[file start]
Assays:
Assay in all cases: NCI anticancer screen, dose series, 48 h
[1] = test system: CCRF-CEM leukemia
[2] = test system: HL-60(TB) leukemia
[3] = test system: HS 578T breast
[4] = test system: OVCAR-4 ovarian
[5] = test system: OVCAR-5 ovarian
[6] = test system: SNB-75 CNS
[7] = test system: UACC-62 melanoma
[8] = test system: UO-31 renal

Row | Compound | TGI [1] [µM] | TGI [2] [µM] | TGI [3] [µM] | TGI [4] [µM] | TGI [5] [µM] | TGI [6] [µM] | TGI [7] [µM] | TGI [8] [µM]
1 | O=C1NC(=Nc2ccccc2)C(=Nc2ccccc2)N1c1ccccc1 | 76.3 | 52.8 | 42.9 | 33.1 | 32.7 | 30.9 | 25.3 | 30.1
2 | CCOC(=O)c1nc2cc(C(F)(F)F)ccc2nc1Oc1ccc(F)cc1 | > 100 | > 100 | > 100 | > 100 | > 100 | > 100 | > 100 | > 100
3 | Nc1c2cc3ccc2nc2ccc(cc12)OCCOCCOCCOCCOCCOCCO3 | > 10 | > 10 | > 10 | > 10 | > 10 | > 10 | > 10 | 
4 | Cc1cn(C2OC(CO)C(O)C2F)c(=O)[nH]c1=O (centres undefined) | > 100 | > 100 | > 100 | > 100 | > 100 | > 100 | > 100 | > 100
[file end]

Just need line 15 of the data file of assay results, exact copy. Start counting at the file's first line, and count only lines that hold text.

4 | Cc1cn(C2OC(CO)C(O)C2F)c(=O)[nH]c1=O (centres undefined) | > 100 | > 100 | > 100 | > 100 | > 100 | > 100 | > 100 | > 100